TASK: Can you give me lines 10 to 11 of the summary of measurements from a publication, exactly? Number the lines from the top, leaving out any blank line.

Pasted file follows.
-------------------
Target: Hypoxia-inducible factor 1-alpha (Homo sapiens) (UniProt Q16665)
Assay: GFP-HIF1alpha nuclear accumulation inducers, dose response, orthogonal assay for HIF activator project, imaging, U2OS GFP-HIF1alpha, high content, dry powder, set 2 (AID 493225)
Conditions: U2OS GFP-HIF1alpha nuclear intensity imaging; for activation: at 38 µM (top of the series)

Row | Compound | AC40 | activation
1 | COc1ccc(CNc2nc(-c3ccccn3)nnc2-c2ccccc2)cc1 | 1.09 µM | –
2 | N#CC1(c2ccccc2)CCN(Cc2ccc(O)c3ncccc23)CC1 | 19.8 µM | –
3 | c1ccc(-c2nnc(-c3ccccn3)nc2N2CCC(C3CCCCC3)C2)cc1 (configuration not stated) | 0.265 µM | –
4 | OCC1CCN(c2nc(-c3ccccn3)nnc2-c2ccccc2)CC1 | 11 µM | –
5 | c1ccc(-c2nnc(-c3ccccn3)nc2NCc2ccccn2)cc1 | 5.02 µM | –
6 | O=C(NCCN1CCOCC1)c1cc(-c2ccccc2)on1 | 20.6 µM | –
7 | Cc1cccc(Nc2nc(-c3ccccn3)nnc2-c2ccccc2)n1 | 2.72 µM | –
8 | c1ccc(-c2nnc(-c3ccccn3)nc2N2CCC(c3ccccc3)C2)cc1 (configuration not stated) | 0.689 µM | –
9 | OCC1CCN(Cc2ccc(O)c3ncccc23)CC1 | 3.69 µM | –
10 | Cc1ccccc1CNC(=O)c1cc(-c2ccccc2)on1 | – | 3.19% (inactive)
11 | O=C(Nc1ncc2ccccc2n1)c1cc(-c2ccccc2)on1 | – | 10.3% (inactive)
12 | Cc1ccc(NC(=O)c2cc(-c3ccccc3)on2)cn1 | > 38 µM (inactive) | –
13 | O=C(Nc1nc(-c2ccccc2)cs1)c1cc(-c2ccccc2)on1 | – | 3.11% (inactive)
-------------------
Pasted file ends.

6 | O=C(NCCN1CCOCC1)c1cc(-c2ccccc2)on1 | 20.6 µM | –
7 | Cc1cccc(Nc2nc(-c3ccccn3)nnc2-c2ccccc2)n1 | 2.72 µM | –